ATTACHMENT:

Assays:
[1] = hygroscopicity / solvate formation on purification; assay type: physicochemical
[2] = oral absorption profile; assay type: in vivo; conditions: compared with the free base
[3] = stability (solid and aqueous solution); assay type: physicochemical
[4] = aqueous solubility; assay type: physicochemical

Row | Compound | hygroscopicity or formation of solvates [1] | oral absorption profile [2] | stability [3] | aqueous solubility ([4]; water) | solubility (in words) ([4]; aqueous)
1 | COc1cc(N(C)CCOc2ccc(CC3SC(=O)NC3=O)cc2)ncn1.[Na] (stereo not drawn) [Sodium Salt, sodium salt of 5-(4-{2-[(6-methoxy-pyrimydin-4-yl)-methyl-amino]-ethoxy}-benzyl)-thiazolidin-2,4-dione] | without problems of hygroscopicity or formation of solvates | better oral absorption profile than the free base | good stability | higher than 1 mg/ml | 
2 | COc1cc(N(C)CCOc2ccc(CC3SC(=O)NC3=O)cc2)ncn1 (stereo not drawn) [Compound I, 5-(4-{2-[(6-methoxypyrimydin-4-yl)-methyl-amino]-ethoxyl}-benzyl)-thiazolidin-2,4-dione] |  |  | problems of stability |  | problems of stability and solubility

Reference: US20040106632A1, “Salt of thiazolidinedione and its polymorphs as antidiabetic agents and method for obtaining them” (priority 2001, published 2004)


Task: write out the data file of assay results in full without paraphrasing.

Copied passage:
Assays:
[1] = hygroscopicity / solvate formation on purification; assay type: physicochemical
[2] = oral absorption profile; assay type: in vivo; conditions: compared with the free base
[3] = stability (solid and aqueous solution); assay type: physicochemical
[4] = aqueous solubility; assay type: physicochemical

Row | Compound | hygroscopicity or formation of solvates [1] | oral absorption profile [2] | stability [3] | aqueous solubility ([4]; water) | solubility (in words) ([4]; aqueous)
1 | COc1cc(N(C)CCOc2ccc(CC3SC(=O)NC3=O)cc2)ncn1.[Na] (stereo not drawn) [Sodium Salt, sodium salt of 5-(4-{2-[(6-methoxy-pyrimydin-4-yl)-methyl-amino]-ethoxy}-benzyl)-thiazolidin-2,4-dione] | without problems of hygroscopicity or formation of solvates | better oral absorption profile than the free base | good stability | higher than 1 mg/ml | 
2 | COc1cc(N(C)CCOc2ccc(CC3SC(=O)NC3=O)cc2)ncn1 (stereo not drawn) [Compound I, 5-(4-{2-[(6-methoxypyrimydin-4-yl)-methyl-amino]-ethoxyl}-benzyl)-thiazolidin-2,4-dione] |  |  | problems of stability |  | problems of stability and solubility

Reference: US20040106632A1, “Salt of thiazolidinedione and its polymorphs as antidiabetic agents and method for obtaining them” (priority 2001, published 2004)